We find our lives in 2017 awash in a world of facts. We fool ourselves that we live in the "Information Age" as if some divine law of electrons and silicon can elevate us to a Promethean perch in the sky offering us transcendence. But in reality we throw facts at each other as if they were cheap trinkets out of a dollar store as we arrive late to the birthday party. Our electronic devices and smartphones are active enablers of our addiction to facts, constantly pumping them into our cortex accompanied by a mild dopamine buzz on delivery, a feeling of pleasure as each arrives. And as we've seen, the promulgation of facts spurs "alternative facts", in as much as Marvel Comics engenders competition from DC, offering another view of the universe through their own carefully crafted set of facts. We drink a drunkard's flagon of fun facts, factoids, life hacks and listicles hoping to raise our consciousness, but instead are weighted down with their heavy carbo-load of complacency, secure only in the false feeling that the more we have the better we'll feel. We ignore the reality that there is no inherent truth in them devoid of context and circumstance, and refuse to acknowledge that facts move no one to take an action: not to fall in love, or to move mountains, to declare war on injustice or to advance a cause. Only stories can.
Yet here in the competitive world of small spirit brands, we rely on facts as if they can push us above the clouds and catapult us into space, high above the shelf space that our lowly competitors must fight every inch for. "If people just knew the facts - my processes, my farm, my grain, my still, my fermentation, my packaging, my location - then they would seek me out, buy my product, use it in their drinks, put in in their bars and shops and make me an easy Casamigos Billion".
But no one buys from facts, or should I say facts alone. Frederich Nietzsche declared "there are no facts, only interpretations" and interpretations are individual and subjective, delving into imagination and desire. People purchase from the lower order of their psychological pyramid, closer to the reptilian brain that seeks security away from fear and hunger; an area that has evolved to include stigmatization, being ostracized, feeling embarrassed and even FOMO. Security gives us a sense of well-being that "I've made the right decision, that others will view me in a brighter light, that I will be elevated among my peers".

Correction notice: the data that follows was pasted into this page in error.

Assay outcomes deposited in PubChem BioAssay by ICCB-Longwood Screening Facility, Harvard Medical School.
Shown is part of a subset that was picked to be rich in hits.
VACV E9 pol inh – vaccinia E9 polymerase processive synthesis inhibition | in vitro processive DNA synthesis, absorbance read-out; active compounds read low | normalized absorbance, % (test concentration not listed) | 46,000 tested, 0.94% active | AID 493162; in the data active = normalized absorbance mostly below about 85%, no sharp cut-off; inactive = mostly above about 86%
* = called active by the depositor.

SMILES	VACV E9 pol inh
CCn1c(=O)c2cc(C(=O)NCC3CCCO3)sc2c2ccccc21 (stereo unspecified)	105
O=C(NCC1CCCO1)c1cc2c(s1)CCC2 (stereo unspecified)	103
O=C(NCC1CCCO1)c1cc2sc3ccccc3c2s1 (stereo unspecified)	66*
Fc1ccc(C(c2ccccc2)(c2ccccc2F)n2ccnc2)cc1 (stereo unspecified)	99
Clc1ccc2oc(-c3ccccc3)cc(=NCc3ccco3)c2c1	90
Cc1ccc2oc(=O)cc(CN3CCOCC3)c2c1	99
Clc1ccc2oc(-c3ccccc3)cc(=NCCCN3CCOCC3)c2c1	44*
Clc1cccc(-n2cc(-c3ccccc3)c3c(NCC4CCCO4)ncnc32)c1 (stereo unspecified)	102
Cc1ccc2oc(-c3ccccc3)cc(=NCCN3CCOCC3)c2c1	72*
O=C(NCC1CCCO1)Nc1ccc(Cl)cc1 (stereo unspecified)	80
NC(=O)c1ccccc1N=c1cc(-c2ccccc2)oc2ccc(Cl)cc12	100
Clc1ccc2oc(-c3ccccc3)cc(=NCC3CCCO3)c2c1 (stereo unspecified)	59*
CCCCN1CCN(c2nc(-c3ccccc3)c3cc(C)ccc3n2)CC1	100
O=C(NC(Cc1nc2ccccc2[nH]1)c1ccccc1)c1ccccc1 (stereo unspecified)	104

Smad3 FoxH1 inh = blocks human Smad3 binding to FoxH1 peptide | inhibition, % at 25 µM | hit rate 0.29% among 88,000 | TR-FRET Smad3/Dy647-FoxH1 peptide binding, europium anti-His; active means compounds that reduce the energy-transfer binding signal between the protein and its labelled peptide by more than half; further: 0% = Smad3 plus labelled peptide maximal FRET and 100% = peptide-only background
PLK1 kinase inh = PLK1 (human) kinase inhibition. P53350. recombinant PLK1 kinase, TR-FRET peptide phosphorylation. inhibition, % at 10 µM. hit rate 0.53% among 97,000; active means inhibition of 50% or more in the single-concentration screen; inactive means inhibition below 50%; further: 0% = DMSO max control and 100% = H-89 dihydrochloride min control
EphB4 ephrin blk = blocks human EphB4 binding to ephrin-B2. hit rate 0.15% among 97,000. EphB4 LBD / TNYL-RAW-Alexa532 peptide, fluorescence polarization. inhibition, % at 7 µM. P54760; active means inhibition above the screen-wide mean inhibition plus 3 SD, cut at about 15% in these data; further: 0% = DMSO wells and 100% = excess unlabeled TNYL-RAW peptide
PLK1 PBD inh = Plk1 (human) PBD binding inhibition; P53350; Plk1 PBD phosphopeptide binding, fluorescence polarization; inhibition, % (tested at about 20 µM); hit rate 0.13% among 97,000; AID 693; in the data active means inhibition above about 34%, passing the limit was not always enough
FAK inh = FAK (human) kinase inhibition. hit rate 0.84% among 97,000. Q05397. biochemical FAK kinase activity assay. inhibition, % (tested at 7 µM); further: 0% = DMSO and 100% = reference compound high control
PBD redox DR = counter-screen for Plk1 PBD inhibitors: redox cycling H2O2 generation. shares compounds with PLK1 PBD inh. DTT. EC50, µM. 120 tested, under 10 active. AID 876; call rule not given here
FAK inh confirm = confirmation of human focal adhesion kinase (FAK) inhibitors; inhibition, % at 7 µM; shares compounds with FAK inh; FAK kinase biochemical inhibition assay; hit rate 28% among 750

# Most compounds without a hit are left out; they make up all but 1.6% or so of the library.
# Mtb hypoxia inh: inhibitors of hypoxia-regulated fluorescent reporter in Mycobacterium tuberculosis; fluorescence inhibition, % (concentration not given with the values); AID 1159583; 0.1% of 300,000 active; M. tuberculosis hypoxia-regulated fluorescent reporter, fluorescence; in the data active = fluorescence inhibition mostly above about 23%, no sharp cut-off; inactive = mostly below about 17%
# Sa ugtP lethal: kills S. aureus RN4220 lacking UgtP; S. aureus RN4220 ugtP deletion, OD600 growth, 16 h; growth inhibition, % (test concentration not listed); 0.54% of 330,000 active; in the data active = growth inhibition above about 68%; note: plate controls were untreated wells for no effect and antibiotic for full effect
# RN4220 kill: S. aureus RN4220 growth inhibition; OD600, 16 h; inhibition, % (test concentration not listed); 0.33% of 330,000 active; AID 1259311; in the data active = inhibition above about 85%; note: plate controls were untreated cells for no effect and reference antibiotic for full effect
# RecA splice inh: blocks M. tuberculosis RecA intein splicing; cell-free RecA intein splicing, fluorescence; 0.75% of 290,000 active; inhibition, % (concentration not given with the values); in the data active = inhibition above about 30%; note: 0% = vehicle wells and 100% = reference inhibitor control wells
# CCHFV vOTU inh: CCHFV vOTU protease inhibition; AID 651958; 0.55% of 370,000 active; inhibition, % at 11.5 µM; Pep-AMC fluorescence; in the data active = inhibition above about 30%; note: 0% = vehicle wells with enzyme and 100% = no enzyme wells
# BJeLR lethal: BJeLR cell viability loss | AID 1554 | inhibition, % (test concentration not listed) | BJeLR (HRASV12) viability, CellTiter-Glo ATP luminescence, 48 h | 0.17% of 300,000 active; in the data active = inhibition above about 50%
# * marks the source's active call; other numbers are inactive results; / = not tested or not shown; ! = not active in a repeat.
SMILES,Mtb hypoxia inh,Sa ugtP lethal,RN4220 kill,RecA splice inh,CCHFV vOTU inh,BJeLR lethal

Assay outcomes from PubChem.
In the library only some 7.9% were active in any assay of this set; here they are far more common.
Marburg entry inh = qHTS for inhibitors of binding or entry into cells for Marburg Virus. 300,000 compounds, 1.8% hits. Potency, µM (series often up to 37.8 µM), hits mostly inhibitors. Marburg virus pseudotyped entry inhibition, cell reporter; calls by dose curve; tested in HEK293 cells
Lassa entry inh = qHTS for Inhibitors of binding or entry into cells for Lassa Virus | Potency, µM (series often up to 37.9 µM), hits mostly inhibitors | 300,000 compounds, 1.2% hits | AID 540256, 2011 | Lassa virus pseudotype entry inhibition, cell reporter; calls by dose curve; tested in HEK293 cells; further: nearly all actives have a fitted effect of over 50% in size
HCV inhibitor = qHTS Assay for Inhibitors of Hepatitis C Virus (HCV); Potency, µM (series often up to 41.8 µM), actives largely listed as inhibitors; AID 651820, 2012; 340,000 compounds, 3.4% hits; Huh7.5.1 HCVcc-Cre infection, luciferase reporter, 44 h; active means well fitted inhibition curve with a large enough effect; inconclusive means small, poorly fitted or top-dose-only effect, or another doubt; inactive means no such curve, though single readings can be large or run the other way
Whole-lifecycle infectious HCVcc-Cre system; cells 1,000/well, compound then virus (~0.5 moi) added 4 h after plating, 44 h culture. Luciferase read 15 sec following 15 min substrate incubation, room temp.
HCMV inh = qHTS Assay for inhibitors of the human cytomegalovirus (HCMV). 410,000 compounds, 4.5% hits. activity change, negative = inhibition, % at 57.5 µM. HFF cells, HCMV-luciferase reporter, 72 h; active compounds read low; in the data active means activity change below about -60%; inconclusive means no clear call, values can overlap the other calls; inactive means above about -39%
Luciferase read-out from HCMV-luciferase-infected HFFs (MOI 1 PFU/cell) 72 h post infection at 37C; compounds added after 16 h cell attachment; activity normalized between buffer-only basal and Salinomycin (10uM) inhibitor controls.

But nothing gives us more of a sense of security, nothing else walks into our private theatre of interpretations and leads us out gently by the hand, than being wrapped in the warmth of a powerful narrative. The narrative brings us closer to the fire of our fellow cave dwellers, driving out the dark while at the same time binding us together in the feeling of shared experience. It makes us feel as if we're part of something, something primal, something communal, something that envelops us and has our back.
For over twenty-five thousand years, we've been so shaped as a species by our need for narrative that one can argue it is imprinted in our DNA, something Joseph Campbell described as "the power of the myth". If we are homo sapiens, the "wise man", we achieved that wisdom not from the spark of an extra-planetary piece of dust, but from our innate need to tell and receive the stories of our creation, our existence and our future. Narratives move us and when we are moved, we take action.